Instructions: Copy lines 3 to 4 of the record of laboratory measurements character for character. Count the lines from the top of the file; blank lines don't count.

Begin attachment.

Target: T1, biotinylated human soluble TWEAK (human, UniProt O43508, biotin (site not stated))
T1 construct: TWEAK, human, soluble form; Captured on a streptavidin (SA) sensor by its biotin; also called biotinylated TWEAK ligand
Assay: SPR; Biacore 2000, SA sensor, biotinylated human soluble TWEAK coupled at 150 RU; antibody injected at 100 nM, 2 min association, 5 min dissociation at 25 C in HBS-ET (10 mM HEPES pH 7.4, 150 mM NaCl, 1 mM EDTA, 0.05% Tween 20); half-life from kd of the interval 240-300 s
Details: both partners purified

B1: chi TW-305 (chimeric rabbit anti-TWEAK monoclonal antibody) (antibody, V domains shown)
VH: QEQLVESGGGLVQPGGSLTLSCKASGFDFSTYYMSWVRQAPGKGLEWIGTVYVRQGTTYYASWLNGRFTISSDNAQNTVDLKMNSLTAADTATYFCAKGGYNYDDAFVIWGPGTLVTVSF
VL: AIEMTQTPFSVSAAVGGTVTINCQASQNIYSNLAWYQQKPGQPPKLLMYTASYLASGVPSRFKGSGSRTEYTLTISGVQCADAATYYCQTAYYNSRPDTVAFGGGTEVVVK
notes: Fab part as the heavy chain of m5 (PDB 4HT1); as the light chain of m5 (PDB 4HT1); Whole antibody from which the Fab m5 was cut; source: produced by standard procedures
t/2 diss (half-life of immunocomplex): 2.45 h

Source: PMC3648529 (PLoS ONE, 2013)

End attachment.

Assay: SPR; Biacore 2000, SA sensor, biotinylated human soluble TWEAK coupled at 150 RU; antibody injected at 100 nM, 2 min association, 5 min dissociation at 25 C in HBS-ET (10 mM HEPES pH 7.4, 150 mM NaCl, 1 mM EDTA, 0.05% Tween 20); half-life from kd of the interval 240-300 s
Details: both partners purified